Wednesday, April 27, 2011
When Market Research Becomes Big Brother
The biggest story to rock the tech world by a country mile of late has been the controversy surrounding the Apple iPhone clandestinely tracking and recording the movements of users. With similar allegations surrounding Google's Android smart phones, the issue has justifiably ignited the anger of users and invited the condemnation of privacy advocates.
Apple has responded by denying there is a problem and then promising to fix it. Sound familiar? It was about a year ago that Toyota got into even hotter water over problems with sudden acceleration that may have caused its vehicles to take the lives of several drivers. The auto manufacturer responded in a similar manner, first denying such a problem existed and then recalling several models including the Prius for a series of fixes that seemed designed to placate drivers as much as anything else.
Apple are luckier than Toyota for a number of reasons. For one thing no one has died . . . yet. Also for Apple it's not so much of a question of recalling peoples' iPhones as it is to disable or allow people to disable the function that tracks their movements.
These latest allegations could be considered part of a disturbing trend that has emerged in which big Internet and technology companies appear to overstep themselves in monitoring customer and user data. Google have been in hot water several times in the last year. First for invading people's privacy in their effort to circumvent the Earth with photographs for their Google Street View project and now for Android phones tracking their users.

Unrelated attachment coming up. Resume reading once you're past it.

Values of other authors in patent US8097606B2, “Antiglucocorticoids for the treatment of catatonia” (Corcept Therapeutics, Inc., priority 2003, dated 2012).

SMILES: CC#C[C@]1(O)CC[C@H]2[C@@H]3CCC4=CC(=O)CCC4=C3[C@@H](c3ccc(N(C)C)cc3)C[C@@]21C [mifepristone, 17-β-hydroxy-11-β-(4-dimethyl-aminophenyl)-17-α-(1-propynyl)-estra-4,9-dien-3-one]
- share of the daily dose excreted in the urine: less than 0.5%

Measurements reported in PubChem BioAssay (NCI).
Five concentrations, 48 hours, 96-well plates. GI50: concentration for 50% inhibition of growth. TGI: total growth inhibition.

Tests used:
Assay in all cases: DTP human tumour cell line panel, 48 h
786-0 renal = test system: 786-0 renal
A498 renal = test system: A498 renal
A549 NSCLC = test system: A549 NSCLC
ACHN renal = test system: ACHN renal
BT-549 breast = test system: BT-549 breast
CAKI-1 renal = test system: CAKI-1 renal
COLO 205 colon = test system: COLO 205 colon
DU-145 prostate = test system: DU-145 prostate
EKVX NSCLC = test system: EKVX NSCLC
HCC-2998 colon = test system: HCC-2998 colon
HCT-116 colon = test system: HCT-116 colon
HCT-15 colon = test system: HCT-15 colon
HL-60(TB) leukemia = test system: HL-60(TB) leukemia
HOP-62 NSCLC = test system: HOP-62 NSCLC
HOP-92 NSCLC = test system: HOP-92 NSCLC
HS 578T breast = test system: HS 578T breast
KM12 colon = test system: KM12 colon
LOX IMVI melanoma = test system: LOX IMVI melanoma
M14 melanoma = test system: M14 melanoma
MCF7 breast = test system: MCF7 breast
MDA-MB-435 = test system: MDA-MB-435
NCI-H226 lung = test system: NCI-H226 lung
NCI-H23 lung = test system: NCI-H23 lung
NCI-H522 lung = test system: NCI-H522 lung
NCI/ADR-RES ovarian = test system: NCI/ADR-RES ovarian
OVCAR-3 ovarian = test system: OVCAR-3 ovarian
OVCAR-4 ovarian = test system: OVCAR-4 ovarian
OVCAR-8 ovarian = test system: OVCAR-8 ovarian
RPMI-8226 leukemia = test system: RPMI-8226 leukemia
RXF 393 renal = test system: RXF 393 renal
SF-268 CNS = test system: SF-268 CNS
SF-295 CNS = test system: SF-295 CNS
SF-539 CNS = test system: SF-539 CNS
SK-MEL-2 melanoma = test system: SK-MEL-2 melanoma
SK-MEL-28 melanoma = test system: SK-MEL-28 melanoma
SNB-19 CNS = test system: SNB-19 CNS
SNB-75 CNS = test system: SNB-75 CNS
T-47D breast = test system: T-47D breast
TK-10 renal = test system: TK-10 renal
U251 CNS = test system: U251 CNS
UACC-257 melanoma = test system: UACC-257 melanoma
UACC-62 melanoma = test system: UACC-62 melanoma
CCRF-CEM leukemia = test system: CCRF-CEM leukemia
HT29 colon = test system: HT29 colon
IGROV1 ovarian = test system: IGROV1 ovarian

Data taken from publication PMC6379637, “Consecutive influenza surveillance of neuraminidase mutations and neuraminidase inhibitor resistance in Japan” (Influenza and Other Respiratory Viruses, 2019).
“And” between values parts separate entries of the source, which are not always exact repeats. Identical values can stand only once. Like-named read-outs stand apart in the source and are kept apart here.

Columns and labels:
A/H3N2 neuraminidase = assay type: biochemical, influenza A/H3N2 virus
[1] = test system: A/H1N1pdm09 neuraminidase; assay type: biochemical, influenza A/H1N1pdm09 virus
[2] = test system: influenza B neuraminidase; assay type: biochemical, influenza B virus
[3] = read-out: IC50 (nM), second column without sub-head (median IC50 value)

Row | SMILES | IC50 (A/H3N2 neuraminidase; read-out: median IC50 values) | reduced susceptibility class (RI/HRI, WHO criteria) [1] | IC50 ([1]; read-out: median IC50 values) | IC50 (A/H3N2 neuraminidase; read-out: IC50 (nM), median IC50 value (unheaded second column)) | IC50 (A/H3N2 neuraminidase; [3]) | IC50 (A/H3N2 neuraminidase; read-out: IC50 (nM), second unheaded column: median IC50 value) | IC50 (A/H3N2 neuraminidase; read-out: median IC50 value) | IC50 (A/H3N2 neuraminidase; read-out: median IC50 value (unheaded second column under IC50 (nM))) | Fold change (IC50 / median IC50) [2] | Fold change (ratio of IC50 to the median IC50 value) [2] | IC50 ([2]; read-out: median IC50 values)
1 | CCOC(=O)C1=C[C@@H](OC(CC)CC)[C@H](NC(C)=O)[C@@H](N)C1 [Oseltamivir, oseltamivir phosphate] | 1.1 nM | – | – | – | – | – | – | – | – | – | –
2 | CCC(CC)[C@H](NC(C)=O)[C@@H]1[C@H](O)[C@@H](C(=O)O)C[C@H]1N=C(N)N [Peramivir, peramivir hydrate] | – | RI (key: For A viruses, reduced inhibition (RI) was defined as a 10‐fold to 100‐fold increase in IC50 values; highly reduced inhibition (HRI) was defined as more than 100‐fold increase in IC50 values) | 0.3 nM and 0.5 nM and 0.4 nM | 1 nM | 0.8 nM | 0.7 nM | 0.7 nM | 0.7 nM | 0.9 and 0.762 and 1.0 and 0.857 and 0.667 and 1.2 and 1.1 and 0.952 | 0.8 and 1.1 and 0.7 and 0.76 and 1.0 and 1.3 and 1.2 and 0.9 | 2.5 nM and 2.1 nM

One could take the view that it may be time to regulate tech providers into providing a bit more disclosure about just what it is that their sparkly new products and services are doing for us exactly. There are days now reading the tech news when George Orwell's "telescreen," once the stuff of cautionary tales of future fiction, seems as dangerously close to our current reality as a speeding, out of control Prius does to a freeway guardrail.
Maybe it's time to issue not a recall, but a reclaim, as in let's reclaim our privacy.